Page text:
Halt the embargo

An edited version of this article first appeared in Village magazine, June 2018 edition.

Can you determine what the following news reports all have in common?

* Eoghan Murphy, Minister for Housing, Planning and Local Government announced that Orders have been made directing that bye-elections be held to fill the vacancies in the Seanad caused by the resignation of Senator Denis Landy and Senator Trevor Ó Clochartaigh.

* The Green Party is to launch a Private Members’ bill which would see Dubliners vote for a directly elected Mayor with executive powers at the next local elections.

* Glasnevin Cemetery and Museum is delighted to announce the official launch of its new Dead Interesting tour. This is Glasnevin Cemetery as you’ve never seen it before, shining a spotlight on the Cemetery’s wonderful art, historical architecture, and its lesser-known but equally fascinating inhabitants.

* Simon Harris has ordered a national review of hospital car parking charges.

* The Citizens’ Assembly is today calling for submissions on the issue of fixed term parliaments.

The lacklustre prose might have tipped you off that all of the above items are from press releases, and so lack the sharpness good newspaper prose should have after subediting. But it’s not just PR-speak that distinguishes these news items. Each one was subject to a news embargo.

News embargoes are not unknown in Ireland, and are usually honoured. Sometimes, they are even lifesaving. A few years ago, to pick one example, the garda press office issued an alert to journalists about an “incident” where a man had barricaded himself inside a house. The brief notice asked journalists to respect a blackout in reporting the incident until it was resolved.

Sometimes, based on their assessment of a crisis situation, garda authorities will ask journalists to cover an event as much as possible, for example as a way of communicating directly with someone who may be listening to a radio. And sometimes, they ask for silence, to avoid inflaming a situation.

The barricading incident was resolved without tragedy, and the stand-off was then reported by the press. There’s no way to tell if the embargo helped or not, but it was observed by every journalist who learned about the case.

There’s no legal basis for a press embargo system. It’s just something that evolved over the years. One of the early factors in the tradition can still be seen in press releases labelled “check against delivery”. The text of a speech, usually from a minister or party leader, is leaked in advance to journalists to help them over the pressure of impending deadlines, but on the understanding that the journalist will listen to the speech in case the minister changes what he says at the last minute. Often of course, what the minister says in an off-the-cuff or unrehearsed remark departing from the script is often the most newsworthy event of the night.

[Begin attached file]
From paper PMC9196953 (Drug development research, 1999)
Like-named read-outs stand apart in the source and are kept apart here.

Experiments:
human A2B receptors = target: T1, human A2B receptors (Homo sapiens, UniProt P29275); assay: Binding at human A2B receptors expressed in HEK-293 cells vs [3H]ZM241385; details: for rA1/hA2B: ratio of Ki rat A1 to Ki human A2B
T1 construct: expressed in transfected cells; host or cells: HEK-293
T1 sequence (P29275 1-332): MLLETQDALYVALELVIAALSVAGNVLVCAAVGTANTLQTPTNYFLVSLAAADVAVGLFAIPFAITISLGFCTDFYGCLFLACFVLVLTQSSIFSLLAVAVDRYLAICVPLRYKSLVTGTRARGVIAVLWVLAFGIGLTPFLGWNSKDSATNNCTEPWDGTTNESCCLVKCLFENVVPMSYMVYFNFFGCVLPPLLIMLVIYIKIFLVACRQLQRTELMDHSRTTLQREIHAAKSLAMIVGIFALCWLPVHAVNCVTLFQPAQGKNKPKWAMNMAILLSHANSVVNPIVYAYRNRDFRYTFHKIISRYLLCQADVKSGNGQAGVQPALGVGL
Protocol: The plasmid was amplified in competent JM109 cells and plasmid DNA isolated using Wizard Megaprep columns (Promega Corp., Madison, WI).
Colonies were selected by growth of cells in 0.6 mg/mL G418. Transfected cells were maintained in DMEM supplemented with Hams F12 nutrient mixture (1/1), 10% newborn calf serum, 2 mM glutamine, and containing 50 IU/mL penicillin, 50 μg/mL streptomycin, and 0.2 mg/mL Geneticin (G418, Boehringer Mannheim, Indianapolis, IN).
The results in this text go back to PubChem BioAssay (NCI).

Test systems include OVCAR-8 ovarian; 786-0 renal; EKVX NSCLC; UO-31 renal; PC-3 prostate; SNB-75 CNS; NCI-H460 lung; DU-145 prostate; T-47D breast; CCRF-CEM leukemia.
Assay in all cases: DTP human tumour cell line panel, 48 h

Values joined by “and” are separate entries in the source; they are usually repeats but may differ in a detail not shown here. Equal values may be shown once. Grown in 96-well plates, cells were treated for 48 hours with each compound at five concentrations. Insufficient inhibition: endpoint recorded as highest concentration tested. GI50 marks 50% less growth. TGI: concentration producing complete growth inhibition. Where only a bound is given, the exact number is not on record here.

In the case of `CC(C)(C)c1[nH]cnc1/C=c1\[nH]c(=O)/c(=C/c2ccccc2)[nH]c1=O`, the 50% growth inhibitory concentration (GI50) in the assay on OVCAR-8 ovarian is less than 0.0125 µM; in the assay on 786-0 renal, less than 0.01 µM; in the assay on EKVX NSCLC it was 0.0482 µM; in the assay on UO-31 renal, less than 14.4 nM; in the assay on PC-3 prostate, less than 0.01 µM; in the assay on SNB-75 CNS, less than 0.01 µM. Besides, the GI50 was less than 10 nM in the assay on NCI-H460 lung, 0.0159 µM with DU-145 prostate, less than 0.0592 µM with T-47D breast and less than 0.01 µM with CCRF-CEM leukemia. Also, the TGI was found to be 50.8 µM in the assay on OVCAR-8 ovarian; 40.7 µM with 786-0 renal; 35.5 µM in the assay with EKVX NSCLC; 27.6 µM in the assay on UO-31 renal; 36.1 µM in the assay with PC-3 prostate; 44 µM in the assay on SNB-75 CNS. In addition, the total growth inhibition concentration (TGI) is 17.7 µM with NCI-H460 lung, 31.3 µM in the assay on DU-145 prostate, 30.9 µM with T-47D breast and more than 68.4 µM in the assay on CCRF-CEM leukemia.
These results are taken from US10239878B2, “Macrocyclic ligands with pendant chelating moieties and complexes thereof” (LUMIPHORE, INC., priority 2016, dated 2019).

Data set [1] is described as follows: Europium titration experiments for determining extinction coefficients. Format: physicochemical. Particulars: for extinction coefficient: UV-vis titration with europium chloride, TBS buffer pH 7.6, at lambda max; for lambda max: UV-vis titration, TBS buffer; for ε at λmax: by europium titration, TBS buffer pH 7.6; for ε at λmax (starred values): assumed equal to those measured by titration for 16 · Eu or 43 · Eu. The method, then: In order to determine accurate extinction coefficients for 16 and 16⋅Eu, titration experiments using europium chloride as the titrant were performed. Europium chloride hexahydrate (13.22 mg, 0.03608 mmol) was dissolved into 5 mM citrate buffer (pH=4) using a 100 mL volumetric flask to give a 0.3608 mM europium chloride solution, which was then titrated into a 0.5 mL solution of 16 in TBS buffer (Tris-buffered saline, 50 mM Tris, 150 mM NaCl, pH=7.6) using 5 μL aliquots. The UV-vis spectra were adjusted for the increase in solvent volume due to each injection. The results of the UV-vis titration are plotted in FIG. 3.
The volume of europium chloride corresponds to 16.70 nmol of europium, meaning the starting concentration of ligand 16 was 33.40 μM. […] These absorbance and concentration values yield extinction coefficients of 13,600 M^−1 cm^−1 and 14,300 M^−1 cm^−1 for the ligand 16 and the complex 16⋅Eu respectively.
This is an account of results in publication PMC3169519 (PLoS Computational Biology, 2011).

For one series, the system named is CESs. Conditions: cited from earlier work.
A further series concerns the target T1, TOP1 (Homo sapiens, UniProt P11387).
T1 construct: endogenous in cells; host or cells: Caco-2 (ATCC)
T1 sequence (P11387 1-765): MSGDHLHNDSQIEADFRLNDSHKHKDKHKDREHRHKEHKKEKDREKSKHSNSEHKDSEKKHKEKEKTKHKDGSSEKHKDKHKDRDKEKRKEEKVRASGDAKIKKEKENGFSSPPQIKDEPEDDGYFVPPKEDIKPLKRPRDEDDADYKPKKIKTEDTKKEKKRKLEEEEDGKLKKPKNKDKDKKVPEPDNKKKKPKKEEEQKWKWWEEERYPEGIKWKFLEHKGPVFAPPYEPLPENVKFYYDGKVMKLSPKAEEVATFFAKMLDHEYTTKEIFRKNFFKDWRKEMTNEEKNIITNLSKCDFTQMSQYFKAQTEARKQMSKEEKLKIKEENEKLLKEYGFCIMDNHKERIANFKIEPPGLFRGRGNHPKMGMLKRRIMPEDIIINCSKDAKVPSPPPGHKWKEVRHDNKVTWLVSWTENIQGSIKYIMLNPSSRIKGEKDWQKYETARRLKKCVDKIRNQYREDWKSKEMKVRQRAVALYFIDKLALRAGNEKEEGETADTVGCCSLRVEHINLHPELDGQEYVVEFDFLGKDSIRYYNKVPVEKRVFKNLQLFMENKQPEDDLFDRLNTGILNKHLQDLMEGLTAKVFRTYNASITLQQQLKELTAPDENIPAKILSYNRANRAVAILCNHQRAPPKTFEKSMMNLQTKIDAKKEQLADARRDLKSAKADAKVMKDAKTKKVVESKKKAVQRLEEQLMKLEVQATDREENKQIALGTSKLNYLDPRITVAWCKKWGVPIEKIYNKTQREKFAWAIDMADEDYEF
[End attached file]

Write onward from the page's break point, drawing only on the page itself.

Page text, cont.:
Such a system made sense when print was the dominant news medium, and it took up to eight hours to get a news report from one end of the country to another. When a government or news website can upload the same speech in seconds, and then promote it through social media directly to citizens, the embargo makes less sense. On the (to be honest, not that frequent) occasions when the script contains urgent and newsworthy information, there is no reason why the planned script a minister is going to deliver should not be reported. And if the actual delivery changes, then that too is news to report.

A press embargo should be rare, and only invoked in the public interest. The barricading incident described earlier is a perfect illustration. But instead, it is abused more often than respected. Some embargoed stories, such as an increase or reduction in homeless numbers, are of immediate interest. Many, quite frankly, are not. In addition to numerous speeches by ministers and TDs, among the recent embargo requests I’ve received were the launch of a new website and app by a government agency, tractor testing regulations, the opening of a courthouse, and a speech about the cost of garda overtime. All worthy and worth reporting in the public interest, but few of immediate interest to the public, and certainly not meriting the spurious importance attached by the word “embargo”.

Most of the embargoes in my inbox are expire either at midnight, or at 4.30PM. In other words, they are blatant attempts to influence news coverage, hoping to feature prominently on either morning newspaper front pages, Morning Ireland, or evening drivetime news broadcasts. What should be a rare occurrence, urging media restraint in the public interest, has instead become a way for press officers to manipulate news cycles. It is time for journalists to ignore embargoes.

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